Auto-estimated IQ

In genius studies, auto-estimated IQ, or “self-estimated IQ”, in defunct layspeak (Ѻ), per self-terminology reform, refers to the estimation, e.g. via either interpolation, extrapolation, intuition, guesstimation, and or test-based gauge, etc., of one's own existence state intelligence quotient (IQ).

Overview
In 1995, a study of 46 male and 80 female students, who were asked to estimate their own IQ prior to completing the digit symbol and vocabulary tests from the Wechsler Adult Intelligence Scale (WAIS), found that men tend to over-estimate their IQ, and that women tend to under-estimate their own IQ. [1]

Quotes
The following are related quotes:

“My IQ is H2SO4.”
Dr. Seuss (1930), College Humor [2]

“I have always been somewhat precocious, both physical and mentally. My IQ stands somewhat above the average. So, it seems that from a hereditary point of view, nature was very kind to me.”
— Martin King (1950), essay on the religious development of personality (penned at age 21)

“My IQ is at least 180.”
Bertrand Russell (c.1960), attributed (Ѻ); possibly apocryphal, being a mixture of his uberman theory, his "common man" (Ѻ) quote, and his 180 Platt IQ (1962) estimate

“My physics genius level is between 1.5 and 2.5.”
Lev Landau (c.1962), personal notes (see: Landau genius scale)

“My IQ is somewhere between Dr. Seuss, who in 1931 claimed an IQ of H2SO4, and Dr. Faustus, who in 1514 sold his soul to the devil for truth, knowledge, and power; the embodiment of the latter found in the mind of Goethe, who in 1809 professed that he and his wife were like CaCO3 (limestone), who when put into contact with H2SO4 (Captain) have no “choice” but to debond, and who in 1926 became the first ever person ranked [Cox] with an IQ of 225.”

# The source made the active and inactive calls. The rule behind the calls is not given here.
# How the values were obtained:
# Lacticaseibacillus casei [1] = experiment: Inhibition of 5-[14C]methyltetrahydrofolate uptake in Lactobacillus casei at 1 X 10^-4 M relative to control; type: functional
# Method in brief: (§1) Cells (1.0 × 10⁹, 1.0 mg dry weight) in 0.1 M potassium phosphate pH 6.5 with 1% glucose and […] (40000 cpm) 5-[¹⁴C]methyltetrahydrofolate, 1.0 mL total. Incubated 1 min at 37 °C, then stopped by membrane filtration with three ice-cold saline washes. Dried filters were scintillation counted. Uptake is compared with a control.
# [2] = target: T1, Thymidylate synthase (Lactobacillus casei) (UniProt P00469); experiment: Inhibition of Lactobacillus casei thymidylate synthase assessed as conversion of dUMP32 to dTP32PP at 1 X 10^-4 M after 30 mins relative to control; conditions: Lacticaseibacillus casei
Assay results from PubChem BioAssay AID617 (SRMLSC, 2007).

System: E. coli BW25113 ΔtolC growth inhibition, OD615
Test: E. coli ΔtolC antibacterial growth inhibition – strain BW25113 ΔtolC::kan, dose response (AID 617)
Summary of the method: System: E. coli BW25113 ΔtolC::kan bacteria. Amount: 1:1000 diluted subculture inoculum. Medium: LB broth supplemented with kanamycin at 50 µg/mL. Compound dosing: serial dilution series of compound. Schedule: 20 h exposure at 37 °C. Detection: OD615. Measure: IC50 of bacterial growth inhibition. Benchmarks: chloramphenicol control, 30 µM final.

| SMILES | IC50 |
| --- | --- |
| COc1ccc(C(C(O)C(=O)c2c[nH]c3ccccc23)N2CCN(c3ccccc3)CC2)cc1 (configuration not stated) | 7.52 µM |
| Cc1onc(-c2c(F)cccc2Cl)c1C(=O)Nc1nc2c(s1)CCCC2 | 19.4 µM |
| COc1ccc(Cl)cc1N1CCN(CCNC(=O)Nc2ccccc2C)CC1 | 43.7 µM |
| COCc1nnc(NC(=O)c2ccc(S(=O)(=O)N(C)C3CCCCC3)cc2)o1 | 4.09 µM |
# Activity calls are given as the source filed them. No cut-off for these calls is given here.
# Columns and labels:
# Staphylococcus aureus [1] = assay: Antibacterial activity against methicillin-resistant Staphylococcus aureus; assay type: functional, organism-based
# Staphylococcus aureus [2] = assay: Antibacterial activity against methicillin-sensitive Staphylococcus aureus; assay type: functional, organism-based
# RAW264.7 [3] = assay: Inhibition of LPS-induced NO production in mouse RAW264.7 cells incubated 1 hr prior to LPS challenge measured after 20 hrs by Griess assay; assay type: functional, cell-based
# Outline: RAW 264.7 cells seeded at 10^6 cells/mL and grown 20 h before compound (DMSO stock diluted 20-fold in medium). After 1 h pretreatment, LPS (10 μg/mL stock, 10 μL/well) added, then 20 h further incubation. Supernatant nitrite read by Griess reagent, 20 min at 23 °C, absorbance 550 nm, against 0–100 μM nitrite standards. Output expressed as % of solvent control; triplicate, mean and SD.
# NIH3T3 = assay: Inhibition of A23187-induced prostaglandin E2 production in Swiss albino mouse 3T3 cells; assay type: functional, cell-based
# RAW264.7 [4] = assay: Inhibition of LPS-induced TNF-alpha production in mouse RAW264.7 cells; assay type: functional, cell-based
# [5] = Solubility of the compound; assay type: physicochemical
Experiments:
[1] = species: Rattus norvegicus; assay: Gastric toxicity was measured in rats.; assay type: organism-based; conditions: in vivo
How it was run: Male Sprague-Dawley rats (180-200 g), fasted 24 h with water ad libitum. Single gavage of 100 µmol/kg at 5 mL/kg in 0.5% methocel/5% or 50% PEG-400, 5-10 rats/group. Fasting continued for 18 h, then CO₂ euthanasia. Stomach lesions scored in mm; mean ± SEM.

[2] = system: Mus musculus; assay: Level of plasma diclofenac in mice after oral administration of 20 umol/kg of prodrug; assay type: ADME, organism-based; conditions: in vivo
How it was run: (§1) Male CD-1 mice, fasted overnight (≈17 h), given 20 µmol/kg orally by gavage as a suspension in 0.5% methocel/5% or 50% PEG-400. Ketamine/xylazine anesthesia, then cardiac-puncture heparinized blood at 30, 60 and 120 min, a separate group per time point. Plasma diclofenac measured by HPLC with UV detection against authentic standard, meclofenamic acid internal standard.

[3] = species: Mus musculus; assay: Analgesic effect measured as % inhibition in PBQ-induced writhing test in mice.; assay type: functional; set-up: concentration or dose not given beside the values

Libb Thims (2013) YouTube post reply to query by Paul Rael, Aug [3]

References
1. Reilly, Jacqueline, and Mulhern, Gerry. (1995). “Gender differences in self-estimated IQ: The need for care in interpreting group data” (abs), Personality and Individual Differences, 18(2):189-92, Feb.
2. Lindemann, Richard. (2015). The Dr. Seuss Catalog (pg. 96). McFarland.
3. (a) Thims, Libb. (2013). Query: “Who are you, a professor somewhere? And what is your IQ?”; asked (Ѻ) by Paul Rael, Aug.
(b) Note: variations of this "what is your IQ query" have been asked reoccurring since circa 2009 (see: Libb Thims (genius ranking)); draft answers prior have been attempted, this is the first one that seems to hold in the mind.

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